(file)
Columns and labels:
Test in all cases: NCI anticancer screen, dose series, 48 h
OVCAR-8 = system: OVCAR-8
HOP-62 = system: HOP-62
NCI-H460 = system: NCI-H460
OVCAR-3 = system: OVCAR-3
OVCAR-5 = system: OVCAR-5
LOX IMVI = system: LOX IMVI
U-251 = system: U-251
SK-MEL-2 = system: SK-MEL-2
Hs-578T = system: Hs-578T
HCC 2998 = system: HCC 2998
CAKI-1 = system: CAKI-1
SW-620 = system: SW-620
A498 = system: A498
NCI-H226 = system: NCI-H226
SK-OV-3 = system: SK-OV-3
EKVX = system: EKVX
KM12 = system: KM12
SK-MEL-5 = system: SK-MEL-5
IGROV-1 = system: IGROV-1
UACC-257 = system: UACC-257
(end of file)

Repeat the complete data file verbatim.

Columns and labels:
Test in all cases: NCI anticancer screen, dose series, 48 h
OVCAR-8 = system: OVCAR-8
HOP-62 = system: HOP-62
NCI-H460 = system: NCI-H460
OVCAR-3 = system: OVCAR-3
OVCAR-5 = system: OVCAR-5
LOX IMVI = system: LOX IMVI
U-251 = system: U-251
SK-MEL-2 = system: SK-MEL-2
Hs-578T = system: Hs-578T
HCC 2998 = system: HCC 2998
CAKI-1 = system: CAKI-1
SW-620 = system: SW-620
A498 = system: A498
NCI-H226 = system: NCI-H226
SK-OV-3 = system: SK-OV-3
EKVX = system: EKVX
KM12 = system: KM12
SK-MEL-5 = system: SK-MEL-5
IGROV-1 = system: IGROV-1
UACC-257 = system: UACC-257